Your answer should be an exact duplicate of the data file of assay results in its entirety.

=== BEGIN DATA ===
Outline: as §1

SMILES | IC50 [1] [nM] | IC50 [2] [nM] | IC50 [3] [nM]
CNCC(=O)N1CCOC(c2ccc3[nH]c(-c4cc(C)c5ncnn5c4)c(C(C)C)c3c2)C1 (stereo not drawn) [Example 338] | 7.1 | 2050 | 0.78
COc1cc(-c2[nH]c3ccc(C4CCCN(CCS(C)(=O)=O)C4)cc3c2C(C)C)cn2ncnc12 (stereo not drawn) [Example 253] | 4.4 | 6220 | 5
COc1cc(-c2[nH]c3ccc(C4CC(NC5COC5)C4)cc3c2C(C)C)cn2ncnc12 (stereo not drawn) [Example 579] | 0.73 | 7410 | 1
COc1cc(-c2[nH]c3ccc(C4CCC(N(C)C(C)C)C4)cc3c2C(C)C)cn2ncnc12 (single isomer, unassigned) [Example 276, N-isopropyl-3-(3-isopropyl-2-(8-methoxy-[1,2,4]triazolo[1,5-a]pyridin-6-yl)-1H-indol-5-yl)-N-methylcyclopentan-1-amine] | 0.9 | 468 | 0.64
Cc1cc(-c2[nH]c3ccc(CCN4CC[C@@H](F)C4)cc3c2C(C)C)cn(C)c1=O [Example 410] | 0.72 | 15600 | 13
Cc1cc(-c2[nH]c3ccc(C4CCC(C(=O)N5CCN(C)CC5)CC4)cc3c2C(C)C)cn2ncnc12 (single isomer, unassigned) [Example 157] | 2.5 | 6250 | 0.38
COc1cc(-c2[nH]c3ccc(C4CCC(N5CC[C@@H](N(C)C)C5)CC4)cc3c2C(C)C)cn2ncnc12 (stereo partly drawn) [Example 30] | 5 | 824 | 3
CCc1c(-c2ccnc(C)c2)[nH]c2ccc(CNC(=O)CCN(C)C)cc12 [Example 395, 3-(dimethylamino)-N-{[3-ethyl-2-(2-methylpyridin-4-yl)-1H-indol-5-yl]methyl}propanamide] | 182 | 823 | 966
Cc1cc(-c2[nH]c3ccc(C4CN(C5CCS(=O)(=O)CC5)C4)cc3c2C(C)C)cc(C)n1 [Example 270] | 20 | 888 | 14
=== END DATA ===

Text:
Outline: as §1

SMILES | IC50 [1] [nM] | IC50 [2] [nM] | IC50 [3] [nM]
CNCC(=O)N1CCOC(c2ccc3[nH]c(-c4cc(C)c5ncnn5c4)c(C(C)C)c3c2)C1 (stereo not drawn) [Example 338] | 7.1 | 2050 | 0.78
COc1cc(-c2[nH]c3ccc(C4CCCN(CCS(C)(=O)=O)C4)cc3c2C(C)C)cn2ncnc12 (stereo not drawn) [Example 253] | 4.4 | 6220 | 5
COc1cc(-c2[nH]c3ccc(C4CC(NC5COC5)C4)cc3c2C(C)C)cn2ncnc12 (stereo not drawn) [Example 579] | 0.73 | 7410 | 1
COc1cc(-c2[nH]c3ccc(C4CCC(N(C)C(C)C)C4)cc3c2C(C)C)cn2ncnc12 (single isomer, unassigned) [Example 276, N-isopropyl-3-(3-isopropyl-2-(8-methoxy-[1,2,4]triazolo[1,5-a]pyridin-6-yl)-1H-indol-5-yl)-N-methylcyclopentan-1-amine] | 0.9 | 468 | 0.64
Cc1cc(-c2[nH]c3ccc(CCN4CC[C@@H](F)C4)cc3c2C(C)C)cn(C)c1=O [Example 410] | 0.72 | 15600 | 13
Cc1cc(-c2[nH]c3ccc(C4CCC(C(=O)N5CCN(C)CC5)CC4)cc3c2C(C)C)cn2ncnc12 (single isomer, unassigned) [Example 157] | 2.5 | 6250 | 0.38
COc1cc(-c2[nH]c3ccc(C4CCC(N5CC[C@@H](N(C)C)C5)CC4)cc3c2C(C)C)cn2ncnc12 (stereo partly drawn) [Example 30] | 5 | 824 | 3
CCc1c(-c2ccnc(C)c2)[nH]c2ccc(CNC(=O)CCN(C)C)cc12 [Example 395, 3-(dimethylamino)-N-{[3-ethyl-2-(2-methylpyridin-4-yl)-1H-indol-5-yl]methyl}propanamide] | 182 | 823 | 966
Cc1cc(-c2[nH]c3ccc(C4CN(C5CCS(=O)(=O)CC5)C4)cc3c2C(C)C)cc(C)n1 [Example 270] | 20 | 888 | 14